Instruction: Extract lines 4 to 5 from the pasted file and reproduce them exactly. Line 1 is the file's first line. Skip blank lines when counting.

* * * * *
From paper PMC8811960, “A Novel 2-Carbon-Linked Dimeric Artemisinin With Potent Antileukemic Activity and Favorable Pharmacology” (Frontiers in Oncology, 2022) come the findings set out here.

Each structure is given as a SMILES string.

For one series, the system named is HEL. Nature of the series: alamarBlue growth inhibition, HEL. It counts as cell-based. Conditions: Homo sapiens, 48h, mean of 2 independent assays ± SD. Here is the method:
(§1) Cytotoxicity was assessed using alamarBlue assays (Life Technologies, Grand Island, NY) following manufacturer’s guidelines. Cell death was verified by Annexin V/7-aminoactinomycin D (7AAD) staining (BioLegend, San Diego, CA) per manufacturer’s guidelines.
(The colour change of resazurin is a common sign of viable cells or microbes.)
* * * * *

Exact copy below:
(§1) Cytotoxicity was assessed using alamarBlue assays (Life Technologies, Grand Island, NY) following manufacturer’s guidelines. Cell death was verified by Annexin V/7-aminoactinomycin D (7AAD) staining (BioLegend, San Diego, CA) per manufacturer’s guidelines.
(The colour change of resazurin is a common sign of viable cells or microbes.)